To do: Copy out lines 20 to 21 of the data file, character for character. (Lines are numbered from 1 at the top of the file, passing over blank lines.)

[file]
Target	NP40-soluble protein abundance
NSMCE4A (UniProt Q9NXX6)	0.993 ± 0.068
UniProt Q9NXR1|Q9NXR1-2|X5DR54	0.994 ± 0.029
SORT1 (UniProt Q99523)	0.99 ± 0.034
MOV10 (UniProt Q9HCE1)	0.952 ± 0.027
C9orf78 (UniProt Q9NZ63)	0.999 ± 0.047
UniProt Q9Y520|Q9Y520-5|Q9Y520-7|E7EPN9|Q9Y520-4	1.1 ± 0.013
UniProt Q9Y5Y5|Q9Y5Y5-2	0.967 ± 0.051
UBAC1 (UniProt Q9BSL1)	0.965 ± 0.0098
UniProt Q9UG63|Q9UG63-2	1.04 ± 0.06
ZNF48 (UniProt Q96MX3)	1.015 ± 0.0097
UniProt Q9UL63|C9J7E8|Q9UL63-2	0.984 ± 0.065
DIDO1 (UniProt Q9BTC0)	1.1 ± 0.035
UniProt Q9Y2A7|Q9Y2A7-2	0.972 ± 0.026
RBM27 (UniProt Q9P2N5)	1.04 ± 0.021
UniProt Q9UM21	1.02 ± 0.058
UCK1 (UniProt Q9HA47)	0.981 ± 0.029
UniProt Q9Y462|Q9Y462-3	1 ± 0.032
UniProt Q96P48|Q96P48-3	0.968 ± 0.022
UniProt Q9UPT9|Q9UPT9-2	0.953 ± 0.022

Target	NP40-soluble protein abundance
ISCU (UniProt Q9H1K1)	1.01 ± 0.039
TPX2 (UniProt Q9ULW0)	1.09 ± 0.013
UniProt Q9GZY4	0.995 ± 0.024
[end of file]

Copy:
UniProt Q9UPT9|Q9UPT9-2	0.953 ± 0.022

Target	NP40-soluble protein abundance